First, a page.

Vampire - In the Beginning - Charmain Marie Mitchell
Demon Lord - T.C. Southwell
Goblins - David Bernstein
Circus of Horrors - Carole Gill
The Thin Man - Dashiell Hammett

Well, I went through my A-list and B-list and snagged one free book off Amazon, so now my list if full! I also made another change for Classic Noir so I could participate in the group read.

 

So, here is my list now! Still subject to changes if I start to read something and decide it's a waste of my time. Only one re-read this year! I think I kept it down to two last year.

 

Classic noir: The Thin Man by Dashiel Hammett

 

Amateur sleuth: this mystery will have a main character who is not a member of law enforcement. A Spark of Justice by J.D. Hawkins re-read

 

Serial/spree killer: Normally this would have been first on my exclusions, but I've been wanting to read Cabal by Clive Barker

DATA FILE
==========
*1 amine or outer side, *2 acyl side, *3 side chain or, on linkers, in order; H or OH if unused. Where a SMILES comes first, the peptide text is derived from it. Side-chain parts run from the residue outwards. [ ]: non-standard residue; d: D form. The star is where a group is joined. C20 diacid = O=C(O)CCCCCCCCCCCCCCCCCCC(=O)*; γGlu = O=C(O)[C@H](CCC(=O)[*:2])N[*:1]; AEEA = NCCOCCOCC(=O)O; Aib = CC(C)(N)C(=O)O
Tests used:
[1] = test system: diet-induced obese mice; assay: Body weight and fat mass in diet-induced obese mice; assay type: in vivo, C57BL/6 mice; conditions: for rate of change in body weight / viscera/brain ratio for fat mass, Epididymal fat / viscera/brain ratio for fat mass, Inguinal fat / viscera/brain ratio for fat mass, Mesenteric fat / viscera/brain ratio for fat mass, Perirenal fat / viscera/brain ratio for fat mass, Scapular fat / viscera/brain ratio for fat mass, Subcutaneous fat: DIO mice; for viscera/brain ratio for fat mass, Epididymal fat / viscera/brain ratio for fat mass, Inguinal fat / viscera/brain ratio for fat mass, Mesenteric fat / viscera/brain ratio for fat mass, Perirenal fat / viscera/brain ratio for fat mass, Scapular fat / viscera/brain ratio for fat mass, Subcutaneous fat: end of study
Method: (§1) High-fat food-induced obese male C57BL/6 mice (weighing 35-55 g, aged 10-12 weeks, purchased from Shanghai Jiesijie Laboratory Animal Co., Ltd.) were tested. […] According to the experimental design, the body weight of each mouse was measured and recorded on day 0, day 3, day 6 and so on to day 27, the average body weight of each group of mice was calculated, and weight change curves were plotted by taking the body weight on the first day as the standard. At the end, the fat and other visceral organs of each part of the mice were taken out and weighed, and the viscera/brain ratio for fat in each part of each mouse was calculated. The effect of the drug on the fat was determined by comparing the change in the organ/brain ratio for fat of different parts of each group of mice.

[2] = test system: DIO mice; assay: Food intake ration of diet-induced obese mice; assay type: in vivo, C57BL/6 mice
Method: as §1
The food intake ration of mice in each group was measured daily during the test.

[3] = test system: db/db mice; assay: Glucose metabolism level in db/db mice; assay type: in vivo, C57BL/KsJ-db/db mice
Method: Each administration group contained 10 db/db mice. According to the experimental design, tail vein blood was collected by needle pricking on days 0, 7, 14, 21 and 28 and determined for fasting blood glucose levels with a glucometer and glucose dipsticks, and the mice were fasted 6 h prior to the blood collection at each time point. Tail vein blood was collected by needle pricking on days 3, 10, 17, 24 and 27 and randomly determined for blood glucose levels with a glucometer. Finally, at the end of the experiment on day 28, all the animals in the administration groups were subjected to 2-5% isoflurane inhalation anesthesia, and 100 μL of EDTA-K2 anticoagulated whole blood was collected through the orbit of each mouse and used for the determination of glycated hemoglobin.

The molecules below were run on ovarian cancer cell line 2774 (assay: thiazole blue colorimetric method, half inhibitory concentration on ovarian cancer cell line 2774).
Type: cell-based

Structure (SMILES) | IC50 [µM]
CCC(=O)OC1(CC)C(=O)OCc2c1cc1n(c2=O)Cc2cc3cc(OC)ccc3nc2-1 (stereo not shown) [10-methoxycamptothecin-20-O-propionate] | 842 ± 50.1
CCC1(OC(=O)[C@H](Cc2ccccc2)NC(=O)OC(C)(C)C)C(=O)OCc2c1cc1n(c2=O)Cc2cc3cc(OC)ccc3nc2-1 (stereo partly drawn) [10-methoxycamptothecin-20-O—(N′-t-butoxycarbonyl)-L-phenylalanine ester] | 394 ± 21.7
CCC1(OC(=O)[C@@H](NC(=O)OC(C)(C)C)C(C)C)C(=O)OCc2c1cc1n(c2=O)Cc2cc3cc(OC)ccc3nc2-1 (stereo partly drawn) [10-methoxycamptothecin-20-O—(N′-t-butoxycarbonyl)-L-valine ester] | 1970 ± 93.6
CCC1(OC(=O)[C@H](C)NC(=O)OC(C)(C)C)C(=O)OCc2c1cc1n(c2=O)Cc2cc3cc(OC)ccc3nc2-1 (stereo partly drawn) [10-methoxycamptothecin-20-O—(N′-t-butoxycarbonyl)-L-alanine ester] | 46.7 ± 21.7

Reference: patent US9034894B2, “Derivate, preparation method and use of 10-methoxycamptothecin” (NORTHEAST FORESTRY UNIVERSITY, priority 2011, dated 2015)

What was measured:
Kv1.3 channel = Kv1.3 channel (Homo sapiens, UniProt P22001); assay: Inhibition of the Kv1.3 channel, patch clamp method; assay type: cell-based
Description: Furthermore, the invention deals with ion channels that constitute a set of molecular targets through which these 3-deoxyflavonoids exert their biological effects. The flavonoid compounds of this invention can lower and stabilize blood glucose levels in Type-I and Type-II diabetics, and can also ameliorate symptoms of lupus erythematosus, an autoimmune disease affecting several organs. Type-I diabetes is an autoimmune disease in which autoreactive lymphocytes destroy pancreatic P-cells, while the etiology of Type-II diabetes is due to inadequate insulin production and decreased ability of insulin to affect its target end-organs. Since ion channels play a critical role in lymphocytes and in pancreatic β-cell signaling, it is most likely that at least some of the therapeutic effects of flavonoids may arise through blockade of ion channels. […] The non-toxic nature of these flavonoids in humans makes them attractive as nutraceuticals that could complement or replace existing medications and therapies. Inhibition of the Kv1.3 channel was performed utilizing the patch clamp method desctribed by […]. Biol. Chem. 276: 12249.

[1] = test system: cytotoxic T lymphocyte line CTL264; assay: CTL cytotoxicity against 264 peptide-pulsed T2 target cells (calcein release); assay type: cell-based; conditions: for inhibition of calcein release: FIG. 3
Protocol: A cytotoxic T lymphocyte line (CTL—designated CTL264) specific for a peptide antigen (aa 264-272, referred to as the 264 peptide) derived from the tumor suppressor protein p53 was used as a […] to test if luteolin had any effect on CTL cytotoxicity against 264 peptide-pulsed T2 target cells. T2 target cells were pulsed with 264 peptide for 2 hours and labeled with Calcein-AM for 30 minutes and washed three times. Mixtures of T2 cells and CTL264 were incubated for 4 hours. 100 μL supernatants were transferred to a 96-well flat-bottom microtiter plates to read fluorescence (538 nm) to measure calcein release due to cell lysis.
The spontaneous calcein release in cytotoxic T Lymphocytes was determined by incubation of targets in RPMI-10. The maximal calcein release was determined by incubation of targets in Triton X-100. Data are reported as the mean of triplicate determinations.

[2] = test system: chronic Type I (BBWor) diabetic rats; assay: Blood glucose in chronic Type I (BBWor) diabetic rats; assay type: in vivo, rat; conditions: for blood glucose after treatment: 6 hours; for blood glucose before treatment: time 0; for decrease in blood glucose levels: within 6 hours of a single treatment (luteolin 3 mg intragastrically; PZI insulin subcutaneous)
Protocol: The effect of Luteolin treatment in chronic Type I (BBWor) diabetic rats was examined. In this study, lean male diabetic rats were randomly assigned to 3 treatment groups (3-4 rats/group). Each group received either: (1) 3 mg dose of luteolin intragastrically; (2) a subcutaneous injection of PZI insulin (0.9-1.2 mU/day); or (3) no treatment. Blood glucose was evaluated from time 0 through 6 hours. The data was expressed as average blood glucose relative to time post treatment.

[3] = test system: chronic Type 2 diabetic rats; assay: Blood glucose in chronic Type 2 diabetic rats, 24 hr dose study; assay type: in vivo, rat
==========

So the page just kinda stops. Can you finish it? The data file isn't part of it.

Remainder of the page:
American horror story: Children of Chaos by Greg Gifune

 

Genre: horror: The Day of the Triffids by John Wyndham

 

Gothic: Unnatural Creatures by Neil Gaiman

 

Darkest London: Stalking Jack by Madison Kent

 

Modern Masters of Horror: Helltown by Jeremy Bates

 

Supernatural: Faust by Johann Wolfgang Von Goethe

 

Ghost: The Ghost of Guir House by Charles Willing Beale

 

Haunted houses: The Elementals by Michael McDowell

 

Vampires: Vampire - In the Beginning by Charmain Marie Mitchell

 

Werewolves: The Werewolf Whisperer by Camilla Ochlan and Bonita Gutierez

 

Witches: The Witching Hour by Anne Rice

 

Demons: Demon Lord by T.C. Southwell

 

Classic horror: I've read rather a lot of these since last year! But I found one I haven't yet read, The Monk by Matthew Lewis

 

Chilling children: The Doll by J.C. Martin

 

Monsters: Dead Sea by Tim Curran

 

80's horror: Faerie Tale by Raymond Feist

 

In the dark, dark woods: Into the Woods by Thomas Washburn Jr

 

Terror in a small town: Goblins by David Bernstein

 

Magical realism: Foxglove Summer by Ben Aaronovitch

 

Terrifying women: Circus of Horrors by Carol Gill

 

Diverse voices: One Blood by Qwantu Amaru

 

Free square: The Abyss Above Us by Ryan Notch